International Association for Impact Assessment

Where do I find the integration in integrated impact assessments?

  • Guest post by IAIA Board Member Susan Joyce.

    Where do I find the integration in integrated impact assessments?

    I have been working for the last 8 years now in the field of human rights and business, for which carrying out a human rights impact assessment (HRIA) is an important tool for identifying and managing business risks to human rights. I want to talk about a related issue that has been brought into sharper focus for me by doing HRIAs:  the question of what does integrated mean for impact assessments? My concern about this question has undoubtedly been sharpened because HRIAs do not get integrated into ESHIAs submitted to government. In those cases in which HRIAs are required to be “integrated,” such as by corporate or international standards, I’ve been forced to look hard to find that integration. For HRIAs there are many reasons for this and it’s worth a separate posting, so I won’t be discussing that here.

    This question about what it means, or what is required of the practitioner, for an ESIA to be integrated is largely undefined. And to clarify, I am not talking about whether the output of ESIAs are integrated into project management decisions; I’m concerned about integration of issues and impacts across the various disciplines. I had to dig hard to find some discussion of it—perhaps in part because it has come to be taken for granted. For examples, the IFC Performance Standards from both 2006 and 2012 require carrying out an “integrated Environmental and Social IA,” (1) but nowhere in either set of standards or their guidance documents is that defined or explained. I have reviewed, and too often written up my isolated components, of ESIAs that contain a multitude of parallel studies but limited if any treatment of interconnections and inter-relationship between the component parts.

    So I looked up the definition of integration. One definition is “to put together parts or elements and combine them into a whole,” (2) or for the term integrate “to combine one thing with another to form a whole,” (3) or this one: “to form, coordinate, or blend into a functioning or unified whole: unite.” (4)

    My experience is that in practice, “integrated” ESIAs range across what could be seen as a spectrum, from compiling unrelated specialist sections into one document through to systems-based approaches blending diverse components into a unified whole. In the course of the review, I clarified my own thinking on this issue, which is that to be effective at dealing with the complexity of interconnected impacts, an integrated IA does something different or more with the assessment process than a “compiled” approach.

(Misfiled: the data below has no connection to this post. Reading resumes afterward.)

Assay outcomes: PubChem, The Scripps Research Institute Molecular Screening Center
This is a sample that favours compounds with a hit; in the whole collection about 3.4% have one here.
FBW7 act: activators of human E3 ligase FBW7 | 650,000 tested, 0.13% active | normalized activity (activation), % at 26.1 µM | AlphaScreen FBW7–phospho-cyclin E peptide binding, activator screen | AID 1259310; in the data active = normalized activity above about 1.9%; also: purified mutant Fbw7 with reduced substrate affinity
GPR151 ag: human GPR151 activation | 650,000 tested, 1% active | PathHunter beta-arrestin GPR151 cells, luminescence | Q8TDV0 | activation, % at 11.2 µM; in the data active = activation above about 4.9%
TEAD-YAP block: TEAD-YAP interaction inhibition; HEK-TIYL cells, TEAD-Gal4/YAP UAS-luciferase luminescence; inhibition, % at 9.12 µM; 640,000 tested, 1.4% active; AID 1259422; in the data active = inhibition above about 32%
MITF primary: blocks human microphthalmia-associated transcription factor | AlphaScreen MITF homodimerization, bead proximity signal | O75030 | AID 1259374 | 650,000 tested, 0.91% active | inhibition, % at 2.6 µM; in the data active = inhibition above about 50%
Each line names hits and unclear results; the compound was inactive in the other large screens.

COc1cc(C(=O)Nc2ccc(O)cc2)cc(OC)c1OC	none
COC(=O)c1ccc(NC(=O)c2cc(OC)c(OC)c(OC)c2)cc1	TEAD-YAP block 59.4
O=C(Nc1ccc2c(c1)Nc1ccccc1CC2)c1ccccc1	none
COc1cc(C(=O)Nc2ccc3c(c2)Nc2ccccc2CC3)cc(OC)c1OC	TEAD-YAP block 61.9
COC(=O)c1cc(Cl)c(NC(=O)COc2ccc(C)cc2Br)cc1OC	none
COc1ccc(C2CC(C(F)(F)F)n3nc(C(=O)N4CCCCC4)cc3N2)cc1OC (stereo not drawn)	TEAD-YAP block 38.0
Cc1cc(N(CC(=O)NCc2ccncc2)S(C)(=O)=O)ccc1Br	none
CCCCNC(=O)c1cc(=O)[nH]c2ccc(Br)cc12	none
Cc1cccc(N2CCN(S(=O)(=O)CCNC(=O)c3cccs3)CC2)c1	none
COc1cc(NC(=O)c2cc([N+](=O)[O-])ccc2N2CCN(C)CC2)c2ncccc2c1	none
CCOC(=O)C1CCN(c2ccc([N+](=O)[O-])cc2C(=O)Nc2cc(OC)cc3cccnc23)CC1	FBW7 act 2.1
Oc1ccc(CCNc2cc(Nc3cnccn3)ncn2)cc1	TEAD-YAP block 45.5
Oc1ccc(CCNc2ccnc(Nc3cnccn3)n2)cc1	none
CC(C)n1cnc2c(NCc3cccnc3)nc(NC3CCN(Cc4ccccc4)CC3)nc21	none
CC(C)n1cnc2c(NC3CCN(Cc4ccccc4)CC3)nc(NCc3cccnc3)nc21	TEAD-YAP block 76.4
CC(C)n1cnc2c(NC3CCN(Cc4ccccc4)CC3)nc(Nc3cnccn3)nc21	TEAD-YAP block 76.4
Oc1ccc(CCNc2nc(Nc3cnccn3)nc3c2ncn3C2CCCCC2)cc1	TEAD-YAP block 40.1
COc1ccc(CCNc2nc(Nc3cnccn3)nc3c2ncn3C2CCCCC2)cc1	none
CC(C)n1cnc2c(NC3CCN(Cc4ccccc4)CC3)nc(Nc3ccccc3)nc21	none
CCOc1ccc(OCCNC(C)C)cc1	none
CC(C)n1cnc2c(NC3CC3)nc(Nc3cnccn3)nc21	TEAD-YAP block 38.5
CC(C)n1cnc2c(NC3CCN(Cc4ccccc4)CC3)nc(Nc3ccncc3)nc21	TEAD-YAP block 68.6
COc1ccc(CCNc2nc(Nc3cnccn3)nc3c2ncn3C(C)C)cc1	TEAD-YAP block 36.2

We know we need to have integrated studies given the interconnectedness of impacts. Similarly, we talk about human right being indivisible and interconnected because of the intricate and multileveled ways that changes to “enjoyment” of one right will affect the enjoyment of others. So as practitioners we know this to be true, and it is in many of the methodologies (see IAIA’s recent SIA Guidance document (5) as an example). But we seldom see this done very well in practice.

    From my social IA perspective, I see Human Rights and Ecosystem Services as two new fields that are inherently integrative. Recently I’ve been exposed to social determinants of health in Health Impact Assessments, which also provides me with examples of where integration is being done. All of this comes back, for me, to looking at impacts from a systems perspective. I’m at the start of this journey, to see what I can learn and do differently to address this concern for myself. I will be taking the cumulative impacts assessment course at IAIA17 so that I can understand how integration is handled in CIA work, and I am looking at how Integrated Resource Management (IRM) as a systems-based approach might give us tools for managing impacts in a more “integrated way.”

    And I’m looking for other ideas….

    (1) See International Finance Corporation’s current and 2006 Performance Standards and Guidance Notes at

    (2), accessed 20 January 2017.

    (3), accessed 20 January 2017.

    (4), accessed 20 January 2017.

    (5) Vanclay, Frank, A.M Esteves, I. Aucamp & D.M. Franks. 2015. Social Impact Assessment: Guidance for assessing and managing the social impact of projects. IAIA., accessed January 20, 2017.

    Susan Joyce, On Common Ground Consultants Inc., Canada, currently serves as a Director on the IAIA Board of Directors.

    Do you have thoughts after reading this post?  IAIA members, login to join the discussion at IAIAConnect in the Members group.

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